I'm a business owner with 20 years of entrepreneurial experience. I've owned and run several businesses in the martial arts (Brazilian Jiu Jitsu) industry, including jiu jitsu schools and a tournament circuit, along with online learning services. Over the last five years, I've become increasingly more interested in investing, as I've come to view stock ownership as partial ownership in a business, thanks largely to the words and wisdom of Warren Buffett and other deep value investors. As a result of five years of recreational interest, I chose 2020 as the year I'd build my own actively managed portfolio. I couldn't have picked a better time to dive in, and I couldn't have picked a better mentor than Tom to help guide me through a very turbid beginning.
Tom (pictured below) is a 20-year investing veteran with a strong emphasis in risk management. He has some tangential knowledge of different investment accounts (IRA vs regular brokerage), products (stocks, ETFs, muni bonds, preferred equities), and diversification factors (momentum, geography, sectors, size). Tom thinks automatically in ways that I have to struggle to think, since he invests for a living (and for fun). I've learned several years worth of lessons in a very short time. That's what this series of articles is all about.
These are candid conversations between Tom and me, generally from Messenger on Facebook. The tone will tend to be very conversational and informal in nature, but I've nevertheless found it extremely helpful to read over the information contained herein. After reading and listening to dozens of books on investing and economics, I've found that I have grown even more as a result of these very conversations. I present them to you largely in that informal manner in which they unfolded, no matter how dumb I might come across. I hope they're just as useful for you.
On Automation, Investing in India and Africa, and Politics
I’m currently still trying to get my head around the implications of AI powered automation of services. Lots of call center jobs will be eliminated, which as you probably know has heretofore been a growth industry in India. This accelerated automation could eliminate a traditional lever (cheap labor) that emerging countries have used to pull themselves out of poverty.
You're not wrong. One thing to note: India and Africa, collectively, have about 2% of the world's wealth. For comparison's sake, Apple and Amazon also own about 2% of the world's wealth.
On Valuing Businesses, and the Fed
Agree nobody really knows about senate, but believe that more investors will become ‘concerned’ between now and then, which will probably impact stock prices due to fear of reversing the trend of corporate profits/GDP ratio, which has gotten out of hand due to reduced corporate expenses related to tax cuts, low interest rates, and lower labor costs (automation).
I guess we'll see if that push is enough. A recession = a change of the guard, no matter what.... and there's no question one is coming, but the real question is, "when?" I don't think anyone really knows.
I would say that businesses are definitely overvalued, though, given that just before the crash in 2007ish, the Dow was LESS THAN HALF of what it is today. There's just no way American business is worth twice what it was 12 years ago, is there?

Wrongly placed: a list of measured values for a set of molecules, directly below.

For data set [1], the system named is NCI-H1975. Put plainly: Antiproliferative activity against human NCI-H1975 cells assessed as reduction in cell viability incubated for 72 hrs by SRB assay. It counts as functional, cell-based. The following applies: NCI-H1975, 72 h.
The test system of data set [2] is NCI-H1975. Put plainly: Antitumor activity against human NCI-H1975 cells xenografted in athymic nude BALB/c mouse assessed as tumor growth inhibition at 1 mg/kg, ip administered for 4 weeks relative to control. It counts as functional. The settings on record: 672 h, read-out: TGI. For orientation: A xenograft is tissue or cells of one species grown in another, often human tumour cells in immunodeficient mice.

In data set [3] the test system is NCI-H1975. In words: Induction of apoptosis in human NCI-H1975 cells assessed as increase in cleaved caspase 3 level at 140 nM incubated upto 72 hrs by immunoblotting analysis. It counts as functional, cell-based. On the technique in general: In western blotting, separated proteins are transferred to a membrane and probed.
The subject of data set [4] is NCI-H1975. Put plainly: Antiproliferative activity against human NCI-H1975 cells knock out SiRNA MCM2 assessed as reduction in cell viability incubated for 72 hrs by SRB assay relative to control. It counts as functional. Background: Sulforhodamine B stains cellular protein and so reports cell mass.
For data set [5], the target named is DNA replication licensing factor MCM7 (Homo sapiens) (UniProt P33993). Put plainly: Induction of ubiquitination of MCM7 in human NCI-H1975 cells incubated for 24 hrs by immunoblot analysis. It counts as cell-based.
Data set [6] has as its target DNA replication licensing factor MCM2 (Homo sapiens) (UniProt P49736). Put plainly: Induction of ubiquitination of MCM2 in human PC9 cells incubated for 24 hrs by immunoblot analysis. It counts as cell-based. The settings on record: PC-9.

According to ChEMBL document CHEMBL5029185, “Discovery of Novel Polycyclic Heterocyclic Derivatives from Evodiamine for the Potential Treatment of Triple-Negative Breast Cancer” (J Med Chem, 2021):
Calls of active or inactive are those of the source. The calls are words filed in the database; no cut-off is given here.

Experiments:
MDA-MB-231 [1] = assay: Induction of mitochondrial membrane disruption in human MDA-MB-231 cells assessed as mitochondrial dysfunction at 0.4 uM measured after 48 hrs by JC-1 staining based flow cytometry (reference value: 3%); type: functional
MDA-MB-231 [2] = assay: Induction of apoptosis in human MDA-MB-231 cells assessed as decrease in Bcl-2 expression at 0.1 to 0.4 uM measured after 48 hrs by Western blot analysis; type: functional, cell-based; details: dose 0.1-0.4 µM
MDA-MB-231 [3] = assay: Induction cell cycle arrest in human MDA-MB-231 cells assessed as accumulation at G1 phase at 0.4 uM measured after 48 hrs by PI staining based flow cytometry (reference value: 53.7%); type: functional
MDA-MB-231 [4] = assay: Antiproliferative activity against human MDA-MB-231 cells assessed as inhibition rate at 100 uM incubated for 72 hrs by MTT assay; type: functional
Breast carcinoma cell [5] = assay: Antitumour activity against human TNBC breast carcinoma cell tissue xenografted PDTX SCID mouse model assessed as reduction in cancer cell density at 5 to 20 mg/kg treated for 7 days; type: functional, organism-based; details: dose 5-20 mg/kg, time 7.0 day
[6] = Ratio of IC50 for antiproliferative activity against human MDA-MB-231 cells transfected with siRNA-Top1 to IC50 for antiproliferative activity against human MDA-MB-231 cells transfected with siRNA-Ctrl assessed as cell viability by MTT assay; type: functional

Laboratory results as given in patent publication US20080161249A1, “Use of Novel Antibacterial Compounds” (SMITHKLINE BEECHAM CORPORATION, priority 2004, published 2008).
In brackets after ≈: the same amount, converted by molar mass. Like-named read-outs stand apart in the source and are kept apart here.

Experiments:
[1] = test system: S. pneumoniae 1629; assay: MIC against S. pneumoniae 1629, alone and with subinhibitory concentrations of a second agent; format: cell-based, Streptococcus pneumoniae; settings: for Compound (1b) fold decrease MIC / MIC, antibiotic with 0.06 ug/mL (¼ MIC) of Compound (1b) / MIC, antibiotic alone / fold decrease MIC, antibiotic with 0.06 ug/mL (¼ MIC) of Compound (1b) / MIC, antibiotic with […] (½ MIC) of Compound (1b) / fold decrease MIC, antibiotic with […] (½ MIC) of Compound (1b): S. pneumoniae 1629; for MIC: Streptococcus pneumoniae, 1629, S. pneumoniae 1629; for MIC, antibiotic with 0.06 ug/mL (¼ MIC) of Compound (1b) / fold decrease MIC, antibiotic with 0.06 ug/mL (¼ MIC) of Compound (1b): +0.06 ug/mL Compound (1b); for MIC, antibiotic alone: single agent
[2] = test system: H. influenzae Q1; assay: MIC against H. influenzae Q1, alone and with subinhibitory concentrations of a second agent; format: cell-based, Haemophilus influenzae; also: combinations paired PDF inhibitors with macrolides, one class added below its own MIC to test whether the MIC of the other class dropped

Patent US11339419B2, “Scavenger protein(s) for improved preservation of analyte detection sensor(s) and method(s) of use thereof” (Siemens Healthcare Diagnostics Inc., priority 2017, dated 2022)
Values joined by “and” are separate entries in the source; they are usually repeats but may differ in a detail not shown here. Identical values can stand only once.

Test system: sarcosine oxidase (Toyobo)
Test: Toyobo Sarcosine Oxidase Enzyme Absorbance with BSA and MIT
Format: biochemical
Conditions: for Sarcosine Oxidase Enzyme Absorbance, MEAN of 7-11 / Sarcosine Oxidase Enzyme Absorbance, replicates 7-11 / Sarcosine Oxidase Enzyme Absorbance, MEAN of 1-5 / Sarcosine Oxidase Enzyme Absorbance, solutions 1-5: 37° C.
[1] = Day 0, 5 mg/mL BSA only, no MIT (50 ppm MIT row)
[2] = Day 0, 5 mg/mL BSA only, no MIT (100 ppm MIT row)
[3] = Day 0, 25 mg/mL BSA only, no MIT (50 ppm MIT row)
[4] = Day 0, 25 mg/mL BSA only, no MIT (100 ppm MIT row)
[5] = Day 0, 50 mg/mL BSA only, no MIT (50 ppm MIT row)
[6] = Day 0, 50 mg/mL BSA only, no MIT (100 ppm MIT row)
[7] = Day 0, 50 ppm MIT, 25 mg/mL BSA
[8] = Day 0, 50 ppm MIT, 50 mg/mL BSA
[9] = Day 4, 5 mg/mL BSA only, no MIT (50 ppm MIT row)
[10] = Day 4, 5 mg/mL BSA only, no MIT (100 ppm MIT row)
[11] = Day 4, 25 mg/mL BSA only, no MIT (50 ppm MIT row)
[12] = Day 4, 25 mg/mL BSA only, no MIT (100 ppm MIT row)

Value is in the eye of the beholder. Combine higher profits and expectations of continued profit growth with lower interest rates (used to calculate present value of projected profits) and the 2x value is ‘reasonable’. However, those projections are uncertain and can change VERY quickly. Personally, I’m staying very defensive until a recession occurs (however long it takes). Average stock market decline in recession is ~30%, and since the Fed has less room to cut interest rates this time, it could be worse. At least until they wake up enough to stimulate by other means (helicopter money) that will generate a trickle up economy.
I guess I'm talking about intrinsic value, not stock market value. Like, if I was an owner of the business, what would I pay for the whole thing? Then chop it up and divide by shares, etc. It's the small business owner in me that attracts me to security analysis.
Quite a lot of action w/the Fed, too:
This article from CNBC, from September 2019.
Nobody notices the plumbing until it stops working.
Yeah. I like watching out for signs, and I'm enjoying the pontificating about the inverted yield curve, etc, but it's also like, "well hey, we kinda know better how to deal with this now." What do you think of the Fed's recent moves?
The about face (from raising rates to lowering them) was necessary. Inverted curve is worrisome bc it can be self fulfilling prophecy (due to psychology). Also can cause reduced lending by banks which hurts economy. Fed needs to get short term rates lower than long term rates.
Can't believe I actually understand what most of this means.
As for what the Fed did around the Global Financial Crisis (GFC), although the quantitative easing was necessary to avoid (defer?) a depression, it did contribute to the increased wealth inequality we see today. Folks with pensions/401(k)s saw their pensions saved and portfolio values restored, which increased their wealth relative to folks who don’t have a stake in stock or bond or real estate values.
Google: impact of artificial intelligence on inflation. Good rabbit hole.
Tom Training Jiu Jitsu, with Andrew Doing Commentary
Some Homework Assignments
Andrew this is a very good read. Just blue belt level but as you know getting the fundamentals down correctly is a prerequisite for further advancement. Great chatting today!
This content reflects the personal opinions of the author. It is accurate and true to the best of the author’s knowledge and should not be substituted for impartial fact or advice in legal, political, or personal matters.
© 2020 Andrew Smith